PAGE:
In recent months, others in the community have demanded that the Mission’s complex include a “low-barrier, emergency shelter” where those who are drunk or high on drugs can stay overnight.
The Mission wouldn't allow them to stay overnight at the previous shelter unless cold weather threatened their safety. That's because such people made it difficult for others, including those trying to recover from alcoholism or other addictions, Mission officials said.
They say they now recognize the need for such a unit, and it will be part of the complex, but it created its own challenges.
“That wasn’t something we intended to do,” said Scott Blando, a financial adviser in Butte who serves on the Mission’s board. “We are happy to do it, but that has certainly added to what we had to do.”
If the weather cooperates somewhat, site construction could be completed around Christmas. But the modular units will need cleaning and maintenance after they are placed at the site following construction, and that could take a few weeks.
The hope now is to have the modular complex, which will be called the Center of Hope, open some time in January.
There are still plans this coming spring to convert the vacant, two-story building into uses not possible at the previous shelter.
It would include administrative offices, a large “day room” where Christian services would be offered, and space where residents could use computers to look for work and apply for jobs and get lessons in various job, life, and parenting skills.
“Nothing was ever compromised in this process,” said Doug Raybould, facilities manager at the Clarion Copper King Hotel who is also a Mission board member. “Everyone has held to what we were hoping to get out of this project. It will be a completely different mission than most places have in the country.”
The mission has been faulted by some for not opening the shelter sooner.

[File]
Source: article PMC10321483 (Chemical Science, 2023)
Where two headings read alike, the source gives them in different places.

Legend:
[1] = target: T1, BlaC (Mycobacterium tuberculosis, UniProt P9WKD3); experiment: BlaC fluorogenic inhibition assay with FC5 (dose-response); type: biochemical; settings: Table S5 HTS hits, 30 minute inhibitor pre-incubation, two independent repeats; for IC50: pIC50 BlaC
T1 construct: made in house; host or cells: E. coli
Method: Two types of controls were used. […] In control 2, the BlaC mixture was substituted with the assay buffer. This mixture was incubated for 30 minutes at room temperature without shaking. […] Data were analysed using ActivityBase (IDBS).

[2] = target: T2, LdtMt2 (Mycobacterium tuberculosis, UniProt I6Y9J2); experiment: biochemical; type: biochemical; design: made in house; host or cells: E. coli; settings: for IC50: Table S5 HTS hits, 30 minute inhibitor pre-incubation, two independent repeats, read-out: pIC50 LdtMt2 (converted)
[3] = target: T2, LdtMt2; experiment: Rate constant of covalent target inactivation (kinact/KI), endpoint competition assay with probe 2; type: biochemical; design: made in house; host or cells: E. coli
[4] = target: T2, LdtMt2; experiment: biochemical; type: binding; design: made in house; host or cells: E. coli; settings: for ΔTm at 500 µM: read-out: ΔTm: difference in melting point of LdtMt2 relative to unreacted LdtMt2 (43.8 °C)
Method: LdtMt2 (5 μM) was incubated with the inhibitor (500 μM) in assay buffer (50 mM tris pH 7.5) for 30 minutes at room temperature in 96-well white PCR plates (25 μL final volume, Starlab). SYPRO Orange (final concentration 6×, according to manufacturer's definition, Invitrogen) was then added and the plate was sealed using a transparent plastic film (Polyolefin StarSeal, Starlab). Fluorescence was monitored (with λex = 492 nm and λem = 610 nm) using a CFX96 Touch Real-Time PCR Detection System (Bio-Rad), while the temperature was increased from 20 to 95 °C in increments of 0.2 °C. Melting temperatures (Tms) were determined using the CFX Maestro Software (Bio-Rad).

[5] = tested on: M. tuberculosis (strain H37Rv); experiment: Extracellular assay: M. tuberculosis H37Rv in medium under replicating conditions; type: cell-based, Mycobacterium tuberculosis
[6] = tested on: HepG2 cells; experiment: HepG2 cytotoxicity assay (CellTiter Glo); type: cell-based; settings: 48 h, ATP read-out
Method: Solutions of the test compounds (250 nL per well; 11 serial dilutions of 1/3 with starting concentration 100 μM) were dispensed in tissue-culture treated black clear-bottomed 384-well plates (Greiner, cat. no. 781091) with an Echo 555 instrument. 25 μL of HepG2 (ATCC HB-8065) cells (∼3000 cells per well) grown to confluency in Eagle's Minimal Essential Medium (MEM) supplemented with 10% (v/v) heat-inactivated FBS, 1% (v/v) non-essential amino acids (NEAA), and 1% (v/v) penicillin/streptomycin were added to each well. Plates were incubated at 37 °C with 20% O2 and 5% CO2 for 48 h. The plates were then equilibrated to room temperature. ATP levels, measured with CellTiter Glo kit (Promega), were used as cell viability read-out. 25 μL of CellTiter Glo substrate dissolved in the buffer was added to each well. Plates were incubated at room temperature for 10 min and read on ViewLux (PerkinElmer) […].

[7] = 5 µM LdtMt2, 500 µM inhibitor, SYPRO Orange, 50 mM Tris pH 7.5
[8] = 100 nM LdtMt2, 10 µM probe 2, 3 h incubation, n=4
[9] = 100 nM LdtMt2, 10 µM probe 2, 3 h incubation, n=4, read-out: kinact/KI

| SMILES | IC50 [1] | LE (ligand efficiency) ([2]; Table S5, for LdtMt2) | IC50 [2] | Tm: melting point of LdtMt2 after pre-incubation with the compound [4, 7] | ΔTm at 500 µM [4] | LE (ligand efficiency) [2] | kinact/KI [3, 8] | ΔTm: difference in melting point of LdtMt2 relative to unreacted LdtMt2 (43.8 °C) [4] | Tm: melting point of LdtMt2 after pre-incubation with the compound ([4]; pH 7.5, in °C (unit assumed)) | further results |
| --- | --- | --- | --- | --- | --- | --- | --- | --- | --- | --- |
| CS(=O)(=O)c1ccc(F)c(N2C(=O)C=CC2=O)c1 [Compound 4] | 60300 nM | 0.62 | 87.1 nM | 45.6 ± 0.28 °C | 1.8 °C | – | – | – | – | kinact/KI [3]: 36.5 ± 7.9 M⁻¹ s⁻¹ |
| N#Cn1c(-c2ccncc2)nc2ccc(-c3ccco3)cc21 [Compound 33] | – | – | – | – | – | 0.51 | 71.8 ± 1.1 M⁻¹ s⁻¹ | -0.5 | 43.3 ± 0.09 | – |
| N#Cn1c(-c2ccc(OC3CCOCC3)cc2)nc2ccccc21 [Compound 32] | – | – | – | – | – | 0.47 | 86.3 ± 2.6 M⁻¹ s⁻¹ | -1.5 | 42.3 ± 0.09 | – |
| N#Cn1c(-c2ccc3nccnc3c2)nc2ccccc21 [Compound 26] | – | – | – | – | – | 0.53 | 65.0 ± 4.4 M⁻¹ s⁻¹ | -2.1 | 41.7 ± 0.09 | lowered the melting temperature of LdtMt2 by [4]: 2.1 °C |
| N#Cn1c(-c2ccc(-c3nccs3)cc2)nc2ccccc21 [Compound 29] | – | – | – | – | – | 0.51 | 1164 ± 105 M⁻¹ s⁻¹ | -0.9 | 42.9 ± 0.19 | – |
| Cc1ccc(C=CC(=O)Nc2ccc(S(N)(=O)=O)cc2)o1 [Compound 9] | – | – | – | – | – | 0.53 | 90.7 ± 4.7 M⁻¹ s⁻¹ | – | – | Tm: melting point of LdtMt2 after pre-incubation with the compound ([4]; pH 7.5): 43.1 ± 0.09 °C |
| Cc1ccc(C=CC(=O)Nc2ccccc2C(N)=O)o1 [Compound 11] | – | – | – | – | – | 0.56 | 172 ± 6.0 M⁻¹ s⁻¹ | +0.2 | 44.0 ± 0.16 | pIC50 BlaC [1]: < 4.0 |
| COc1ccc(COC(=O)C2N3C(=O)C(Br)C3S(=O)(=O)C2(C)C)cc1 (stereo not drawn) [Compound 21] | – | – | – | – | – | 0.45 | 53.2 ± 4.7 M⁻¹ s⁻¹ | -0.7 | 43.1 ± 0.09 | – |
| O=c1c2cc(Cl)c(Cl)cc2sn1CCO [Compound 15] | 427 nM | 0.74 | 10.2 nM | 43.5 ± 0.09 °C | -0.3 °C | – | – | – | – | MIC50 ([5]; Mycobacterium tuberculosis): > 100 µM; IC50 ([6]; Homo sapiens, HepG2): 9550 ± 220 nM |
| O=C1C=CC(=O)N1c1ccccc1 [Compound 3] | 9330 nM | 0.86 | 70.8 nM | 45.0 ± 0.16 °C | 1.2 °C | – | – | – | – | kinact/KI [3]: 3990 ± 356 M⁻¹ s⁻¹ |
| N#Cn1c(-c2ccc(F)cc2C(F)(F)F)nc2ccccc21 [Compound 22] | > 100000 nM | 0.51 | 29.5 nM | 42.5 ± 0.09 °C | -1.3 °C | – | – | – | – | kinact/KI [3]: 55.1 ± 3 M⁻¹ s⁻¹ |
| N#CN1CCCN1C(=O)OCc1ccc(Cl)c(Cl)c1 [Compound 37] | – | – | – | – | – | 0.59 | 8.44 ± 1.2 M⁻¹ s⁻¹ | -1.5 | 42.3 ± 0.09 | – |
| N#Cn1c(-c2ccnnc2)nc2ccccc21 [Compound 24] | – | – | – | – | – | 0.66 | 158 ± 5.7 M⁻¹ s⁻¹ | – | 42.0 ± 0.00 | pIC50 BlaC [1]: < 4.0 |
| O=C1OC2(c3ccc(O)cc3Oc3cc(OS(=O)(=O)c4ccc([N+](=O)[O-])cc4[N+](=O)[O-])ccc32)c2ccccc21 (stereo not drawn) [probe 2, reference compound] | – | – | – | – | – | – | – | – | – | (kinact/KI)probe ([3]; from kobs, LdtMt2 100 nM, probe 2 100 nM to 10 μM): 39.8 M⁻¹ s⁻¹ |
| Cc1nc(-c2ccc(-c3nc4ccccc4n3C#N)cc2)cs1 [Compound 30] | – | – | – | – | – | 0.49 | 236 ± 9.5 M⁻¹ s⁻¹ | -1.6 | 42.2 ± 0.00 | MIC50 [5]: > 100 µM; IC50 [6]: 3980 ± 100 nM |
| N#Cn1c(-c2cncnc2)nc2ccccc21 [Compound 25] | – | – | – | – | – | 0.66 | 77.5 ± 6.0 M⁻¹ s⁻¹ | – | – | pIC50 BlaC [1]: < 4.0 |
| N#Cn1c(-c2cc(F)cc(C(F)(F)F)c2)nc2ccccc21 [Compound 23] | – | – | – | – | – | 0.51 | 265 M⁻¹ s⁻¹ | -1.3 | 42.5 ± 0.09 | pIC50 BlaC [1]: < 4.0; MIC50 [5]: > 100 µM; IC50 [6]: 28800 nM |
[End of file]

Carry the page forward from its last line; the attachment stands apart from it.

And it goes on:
That and other criticisms have been frustrating, even heartbreaking, says board member Dana Brunet, because the critics “don’t see the behind-the-scenes things going on and the obstacles we have incurred.”
But she and others are not pointing fingers themselves.
“We just need to stop and remember that God is in charge and this is his mission and we are just servants doing what he has called on us to do,” Brunet said. “We will get there in his time, and I just thank everyone for being patient..."
That means donors, too, including the Town Pump Charitable Foundation. It gave the Mission a $200,000 grant to help purchase the land and building at the site and will give another $200,000 if that same amount is raised from other sources.
The Mission has raised $122,000 so far, so it needs another $78,000 to get the match.
Board members say they’re thankful for everyone who has helped. Among others, they include local government officials, architect Paul Blumenthal, Rick Hoffman Construction, Dave Svejkovsk Construction, Pioneer Technical, and Vess Hurley.
But there are many others, they say, and they should be pleased when the Center of Hope is up and running.
“It is really going to affect Butte’s reputation on how we care for the disenfranchised and the homeless — how we try to restore their sense of self and try to provide opportunities for them and their children,” Tuthill said.